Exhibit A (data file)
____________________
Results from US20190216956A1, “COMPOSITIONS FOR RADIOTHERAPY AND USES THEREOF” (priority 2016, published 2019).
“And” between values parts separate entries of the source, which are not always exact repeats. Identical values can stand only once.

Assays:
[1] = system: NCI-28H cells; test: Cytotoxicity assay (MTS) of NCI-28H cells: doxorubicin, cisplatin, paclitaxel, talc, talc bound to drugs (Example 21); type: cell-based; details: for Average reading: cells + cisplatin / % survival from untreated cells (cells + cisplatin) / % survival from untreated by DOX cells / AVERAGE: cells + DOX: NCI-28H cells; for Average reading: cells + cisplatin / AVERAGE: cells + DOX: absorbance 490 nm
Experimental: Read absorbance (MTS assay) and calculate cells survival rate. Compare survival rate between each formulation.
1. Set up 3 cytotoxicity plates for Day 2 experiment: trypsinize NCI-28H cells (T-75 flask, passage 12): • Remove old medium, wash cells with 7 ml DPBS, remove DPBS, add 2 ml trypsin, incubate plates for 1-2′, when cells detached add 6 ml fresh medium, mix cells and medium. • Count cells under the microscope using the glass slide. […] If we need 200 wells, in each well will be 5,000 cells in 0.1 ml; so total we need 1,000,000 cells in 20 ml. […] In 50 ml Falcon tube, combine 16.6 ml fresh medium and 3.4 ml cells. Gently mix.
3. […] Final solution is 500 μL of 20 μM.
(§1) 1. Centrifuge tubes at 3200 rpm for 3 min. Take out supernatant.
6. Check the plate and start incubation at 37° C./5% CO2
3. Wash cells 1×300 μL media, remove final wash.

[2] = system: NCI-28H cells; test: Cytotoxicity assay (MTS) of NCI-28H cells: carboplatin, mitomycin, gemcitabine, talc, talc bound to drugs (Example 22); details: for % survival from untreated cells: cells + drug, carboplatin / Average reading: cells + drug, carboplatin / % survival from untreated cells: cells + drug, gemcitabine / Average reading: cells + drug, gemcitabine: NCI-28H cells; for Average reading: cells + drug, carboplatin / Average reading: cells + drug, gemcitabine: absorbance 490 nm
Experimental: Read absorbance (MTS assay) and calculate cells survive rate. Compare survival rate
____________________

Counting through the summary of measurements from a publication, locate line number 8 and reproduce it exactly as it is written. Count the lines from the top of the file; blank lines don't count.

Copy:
(§1) 1. Centrifuge tubes at 3200 rpm for 3 min. Take out supernatant.